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"Long term opioid therapy patients are addicted to their medications"

The Tired Narrative: 

News articles are reported with the assumption that harms related to taking prescription opioids outweigh the benefits for patients. Journalists often deploy statistics like 4 out of 5 people who currently do heroin began their addiction with prescription painkillers, suggesting that prescribed pain relievers are a gateway to heroin addiction. 


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The potential benefits that opioids have on patients, such as better mobility and increased quality of life are rarely discussed. Instead, patients are assumed to be addicted to their prescribed medicine, conflating the difference between substance use disorder and physiological dependence.  


The Informed Narrative: 

Drugs are neither good nor bad. It is important for journalists to resist demonizing substances that have harmed people because those substances may help others. 


Every individual patient's story is also different. It is important to speak to patients undergoing opioid therapy about what their life is like and how they feel about taking opioids. What are the benefits? What are the negative side-effects? Ask about their condition, other treatments that work and don't work, what their quality of life is, and how the opioid crisis has affected their treatment.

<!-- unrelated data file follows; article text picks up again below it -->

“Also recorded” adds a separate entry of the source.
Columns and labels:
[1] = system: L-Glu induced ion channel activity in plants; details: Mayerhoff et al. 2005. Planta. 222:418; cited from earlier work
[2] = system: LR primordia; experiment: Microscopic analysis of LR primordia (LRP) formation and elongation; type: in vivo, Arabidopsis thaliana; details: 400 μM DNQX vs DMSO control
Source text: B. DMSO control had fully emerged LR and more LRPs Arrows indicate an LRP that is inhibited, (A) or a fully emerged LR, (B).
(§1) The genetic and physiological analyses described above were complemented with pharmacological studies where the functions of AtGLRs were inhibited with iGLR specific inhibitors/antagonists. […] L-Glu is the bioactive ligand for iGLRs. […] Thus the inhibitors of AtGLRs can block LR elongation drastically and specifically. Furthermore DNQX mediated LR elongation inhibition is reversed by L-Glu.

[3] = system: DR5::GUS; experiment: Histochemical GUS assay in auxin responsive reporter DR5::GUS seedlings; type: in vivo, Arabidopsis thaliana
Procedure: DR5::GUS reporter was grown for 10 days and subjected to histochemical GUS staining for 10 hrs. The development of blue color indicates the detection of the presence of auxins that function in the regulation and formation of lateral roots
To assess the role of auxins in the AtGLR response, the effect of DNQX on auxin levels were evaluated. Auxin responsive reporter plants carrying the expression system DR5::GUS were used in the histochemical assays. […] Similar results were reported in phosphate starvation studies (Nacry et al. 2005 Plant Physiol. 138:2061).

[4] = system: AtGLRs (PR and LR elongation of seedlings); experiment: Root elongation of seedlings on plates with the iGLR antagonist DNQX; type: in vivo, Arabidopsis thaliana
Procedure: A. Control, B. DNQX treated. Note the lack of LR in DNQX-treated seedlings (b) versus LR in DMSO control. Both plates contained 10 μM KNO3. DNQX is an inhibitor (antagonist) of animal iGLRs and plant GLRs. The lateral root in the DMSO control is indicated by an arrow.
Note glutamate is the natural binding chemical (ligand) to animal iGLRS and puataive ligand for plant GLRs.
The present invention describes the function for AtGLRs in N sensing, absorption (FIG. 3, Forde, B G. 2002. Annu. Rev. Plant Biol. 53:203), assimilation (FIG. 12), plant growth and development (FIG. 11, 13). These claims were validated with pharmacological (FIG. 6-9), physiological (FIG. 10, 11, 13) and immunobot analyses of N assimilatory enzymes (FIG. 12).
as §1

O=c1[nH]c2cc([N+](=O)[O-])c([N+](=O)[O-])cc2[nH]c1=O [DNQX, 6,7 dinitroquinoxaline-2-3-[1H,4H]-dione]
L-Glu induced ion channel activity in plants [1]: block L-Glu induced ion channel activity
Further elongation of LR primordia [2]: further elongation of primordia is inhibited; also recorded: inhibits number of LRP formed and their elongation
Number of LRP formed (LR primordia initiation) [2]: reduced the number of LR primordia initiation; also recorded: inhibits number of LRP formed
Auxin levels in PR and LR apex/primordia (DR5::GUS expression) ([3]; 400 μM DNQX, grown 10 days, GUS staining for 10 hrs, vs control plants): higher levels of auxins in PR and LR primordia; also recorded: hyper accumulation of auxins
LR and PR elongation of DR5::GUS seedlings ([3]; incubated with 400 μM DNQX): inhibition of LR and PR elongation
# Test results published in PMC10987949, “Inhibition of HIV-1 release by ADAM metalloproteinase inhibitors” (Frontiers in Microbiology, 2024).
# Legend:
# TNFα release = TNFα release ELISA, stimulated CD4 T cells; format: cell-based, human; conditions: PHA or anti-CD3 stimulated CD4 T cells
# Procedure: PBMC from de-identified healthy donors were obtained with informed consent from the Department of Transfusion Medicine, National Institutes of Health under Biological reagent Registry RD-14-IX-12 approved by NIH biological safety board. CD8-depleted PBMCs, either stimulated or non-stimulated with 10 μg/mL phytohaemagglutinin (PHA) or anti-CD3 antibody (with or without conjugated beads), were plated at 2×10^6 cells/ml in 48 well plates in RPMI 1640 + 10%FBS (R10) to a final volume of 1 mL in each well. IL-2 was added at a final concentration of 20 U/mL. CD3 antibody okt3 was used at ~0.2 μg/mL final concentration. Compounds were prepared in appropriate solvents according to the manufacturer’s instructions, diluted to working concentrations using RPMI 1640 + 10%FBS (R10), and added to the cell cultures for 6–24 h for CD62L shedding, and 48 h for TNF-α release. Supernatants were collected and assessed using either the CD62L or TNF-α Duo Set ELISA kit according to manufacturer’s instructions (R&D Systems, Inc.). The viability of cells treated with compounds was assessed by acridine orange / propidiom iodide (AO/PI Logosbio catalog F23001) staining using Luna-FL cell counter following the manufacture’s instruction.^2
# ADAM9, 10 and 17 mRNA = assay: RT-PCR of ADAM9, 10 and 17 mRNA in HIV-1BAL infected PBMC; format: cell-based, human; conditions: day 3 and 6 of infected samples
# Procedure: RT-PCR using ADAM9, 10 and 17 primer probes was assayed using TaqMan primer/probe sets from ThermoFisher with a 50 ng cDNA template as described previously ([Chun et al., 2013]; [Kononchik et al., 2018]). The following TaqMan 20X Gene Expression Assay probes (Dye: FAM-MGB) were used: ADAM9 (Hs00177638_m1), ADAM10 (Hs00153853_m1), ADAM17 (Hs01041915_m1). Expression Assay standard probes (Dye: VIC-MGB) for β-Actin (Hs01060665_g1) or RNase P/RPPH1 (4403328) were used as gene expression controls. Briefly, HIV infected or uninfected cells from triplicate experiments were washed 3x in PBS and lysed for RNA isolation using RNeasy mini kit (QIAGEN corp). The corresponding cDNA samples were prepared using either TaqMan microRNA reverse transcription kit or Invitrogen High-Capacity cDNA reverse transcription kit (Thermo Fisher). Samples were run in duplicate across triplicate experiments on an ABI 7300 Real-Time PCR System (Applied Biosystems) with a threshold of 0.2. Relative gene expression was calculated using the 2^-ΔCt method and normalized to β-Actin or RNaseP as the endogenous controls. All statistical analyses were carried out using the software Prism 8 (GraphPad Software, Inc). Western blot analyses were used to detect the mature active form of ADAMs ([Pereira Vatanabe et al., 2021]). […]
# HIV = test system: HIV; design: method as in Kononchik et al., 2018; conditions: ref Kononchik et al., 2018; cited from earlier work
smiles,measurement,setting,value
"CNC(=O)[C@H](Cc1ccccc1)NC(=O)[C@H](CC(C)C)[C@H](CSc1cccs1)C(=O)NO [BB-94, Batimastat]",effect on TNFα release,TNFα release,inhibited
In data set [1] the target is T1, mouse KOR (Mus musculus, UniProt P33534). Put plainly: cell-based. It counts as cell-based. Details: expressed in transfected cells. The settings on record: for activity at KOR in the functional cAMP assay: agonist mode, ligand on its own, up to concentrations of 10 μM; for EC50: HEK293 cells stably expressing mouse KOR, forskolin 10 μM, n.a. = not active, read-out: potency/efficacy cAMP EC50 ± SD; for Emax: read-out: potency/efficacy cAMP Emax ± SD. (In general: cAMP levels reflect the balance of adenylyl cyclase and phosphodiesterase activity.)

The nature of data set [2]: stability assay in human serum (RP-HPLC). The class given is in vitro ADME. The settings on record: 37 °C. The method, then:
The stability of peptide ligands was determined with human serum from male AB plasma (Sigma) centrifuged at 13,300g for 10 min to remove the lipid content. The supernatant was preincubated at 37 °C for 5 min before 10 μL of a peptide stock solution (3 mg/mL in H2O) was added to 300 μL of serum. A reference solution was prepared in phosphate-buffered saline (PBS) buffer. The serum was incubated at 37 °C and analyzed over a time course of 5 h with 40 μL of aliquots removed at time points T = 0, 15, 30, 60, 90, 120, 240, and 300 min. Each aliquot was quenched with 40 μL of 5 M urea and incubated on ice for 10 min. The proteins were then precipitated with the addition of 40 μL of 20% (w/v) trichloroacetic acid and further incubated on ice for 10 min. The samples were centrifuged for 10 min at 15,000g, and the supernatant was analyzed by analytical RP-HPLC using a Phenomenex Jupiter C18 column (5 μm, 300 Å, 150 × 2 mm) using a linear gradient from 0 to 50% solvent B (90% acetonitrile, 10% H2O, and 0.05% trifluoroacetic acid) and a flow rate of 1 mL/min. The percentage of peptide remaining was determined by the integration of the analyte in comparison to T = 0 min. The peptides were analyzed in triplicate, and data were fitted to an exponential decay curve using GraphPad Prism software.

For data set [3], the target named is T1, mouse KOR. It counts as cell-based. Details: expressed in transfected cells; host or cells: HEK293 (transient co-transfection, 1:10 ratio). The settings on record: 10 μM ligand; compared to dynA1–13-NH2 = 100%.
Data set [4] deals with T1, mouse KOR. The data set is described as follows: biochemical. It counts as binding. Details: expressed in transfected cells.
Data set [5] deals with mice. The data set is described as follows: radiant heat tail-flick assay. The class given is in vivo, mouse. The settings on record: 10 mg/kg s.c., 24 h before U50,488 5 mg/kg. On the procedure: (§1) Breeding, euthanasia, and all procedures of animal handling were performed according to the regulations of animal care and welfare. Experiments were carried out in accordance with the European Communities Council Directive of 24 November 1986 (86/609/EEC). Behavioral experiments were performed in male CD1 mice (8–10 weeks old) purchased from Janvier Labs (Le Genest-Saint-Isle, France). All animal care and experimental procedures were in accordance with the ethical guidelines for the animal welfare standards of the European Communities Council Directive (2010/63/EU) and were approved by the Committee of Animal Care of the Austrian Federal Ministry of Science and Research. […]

Prescriptions for opioids have been declining since 2012. During that same time, overdose deaths from heroin and illicit fentanyl have soared. Simply reducing the volume of prescribed opioids does not necessarily result in fewer overdose deaths. 


Over-prescribing opioids has been identified as one of many catalysts that have sparked the current overdose crisis. Efforts to reduce the supply of prescription opioids has spilled into a severely debilitated population of patients on opioid therapy. This group and the doctors who treat them are bearing the brunt of restrictive policies that interfere with their treatment.

Connect with Expert Sources:

Anne Fuqa, pain patient/advocate

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Dr. Stefan Kertesz, addiction medicine physician, University of Alabama, Birmingham

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Kate Nicholson, Civil Rights & Disability Rights Attorney

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